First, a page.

An affair to remember
a royal affair
(15A, limited release, 138 minutes)
Director: Nikolaj Arcel Stars: Mads Mikkelsen, Alicia Vikander, David Dencik, Mikkel Folsgaard
As Sofia Coppola proved with her dreadful punk reimagining of the life of Marie Antoinette, it's very easy to make a mess of a period drama by trying too hard to make it seem relevant and un fusty. Opting too much for stateliness and period verisimilitude, on the other hand, can turn historical stories into impenetrable bores.
A Royal Affair gets the balance just right, and has chosen as its subject a fascinating and pivotal moment in European history.
Almost 20 years before the seismic upheaval of the French revolution, a maverick social reformer managed to briefly gain the ear of the Danish king and usher in a string of unprecedented reforms before succumbing to a reactionary backlash.
But Johann Friedrich Struensee (Mads Mikkelsen) also conducted a clandestine affair with King Christian VII's beautiful English wife Caroline, and may have had a child with her.
It's a cracking yarn, and director Nikolaj Arcel and screenwriter Rasmus Heisterberg, whose previous collaborations include The Girl With the Dragon Tattoo, do a very fine job of telling it, and of balancing the sometimes conflicting needs of history and melodrama.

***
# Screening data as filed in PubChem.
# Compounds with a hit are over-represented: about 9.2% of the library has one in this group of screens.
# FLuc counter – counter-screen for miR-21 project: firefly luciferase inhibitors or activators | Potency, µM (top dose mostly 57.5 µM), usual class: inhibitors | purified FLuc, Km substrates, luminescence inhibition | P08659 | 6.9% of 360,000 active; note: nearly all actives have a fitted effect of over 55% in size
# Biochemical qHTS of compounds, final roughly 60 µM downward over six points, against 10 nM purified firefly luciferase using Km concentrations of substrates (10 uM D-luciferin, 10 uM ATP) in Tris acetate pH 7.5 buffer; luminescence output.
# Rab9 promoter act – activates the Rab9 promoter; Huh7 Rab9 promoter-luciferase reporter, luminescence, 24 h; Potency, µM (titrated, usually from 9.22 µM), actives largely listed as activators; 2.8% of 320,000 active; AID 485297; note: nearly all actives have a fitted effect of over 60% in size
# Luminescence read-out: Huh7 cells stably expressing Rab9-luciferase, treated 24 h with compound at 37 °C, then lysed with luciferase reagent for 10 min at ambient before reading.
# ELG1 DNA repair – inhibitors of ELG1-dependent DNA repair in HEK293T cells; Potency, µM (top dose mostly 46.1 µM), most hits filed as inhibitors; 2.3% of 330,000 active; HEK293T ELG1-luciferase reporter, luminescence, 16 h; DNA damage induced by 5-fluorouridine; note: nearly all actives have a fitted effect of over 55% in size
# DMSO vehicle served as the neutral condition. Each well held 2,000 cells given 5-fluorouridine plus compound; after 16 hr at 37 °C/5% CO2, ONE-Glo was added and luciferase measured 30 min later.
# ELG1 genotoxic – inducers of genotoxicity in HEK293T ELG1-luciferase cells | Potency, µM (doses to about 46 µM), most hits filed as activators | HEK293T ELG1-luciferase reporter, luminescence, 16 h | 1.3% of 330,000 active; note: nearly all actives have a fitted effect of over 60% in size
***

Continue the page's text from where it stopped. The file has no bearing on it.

Charismatic young Swedish actress Alicia Vikander is Caroline Mathilde, the daughter of the Prince of Wales who in 1766 is married by arrangement to King Christian VII and departs for a new life in the royal court of Copenhagen.
While she is accomplished and intelligent, her husband (Mikkel Folsgaard) is a volatile and mentally challenged boor, and after giving him a son she bars the bedroom door and tries to establish a separate life for herself.
She is helped in this endeavour by the arrival at court of Struensee, a dashing German doctor who caught the eye of the king on his travels and has been engaged as the royal physician. The attraction between Struensee and Caroline is instant, and amplified by their shared interests in music and culture. They began an affair, but Struensee is wooing not just Caroline but the king.
The doctor is a man of the Enlightenment, and through cajoling and encouragement, manages to persuade the malleable Christian to pass a series of unprecedented initiatives regarding free speech, public health and the abolition of torture and corporal punishment.
But power goes to the German's head, and his high-handed ways earn him powerful enemies.
Sumptuously shot and lit, A Royal Affair tells a sometimes complex story with admirable clarity and briskness, and Arcel exercises admirable restraint in refraining from too much technical trickery. Instead he trusts his story and his actors, and neither let him down.
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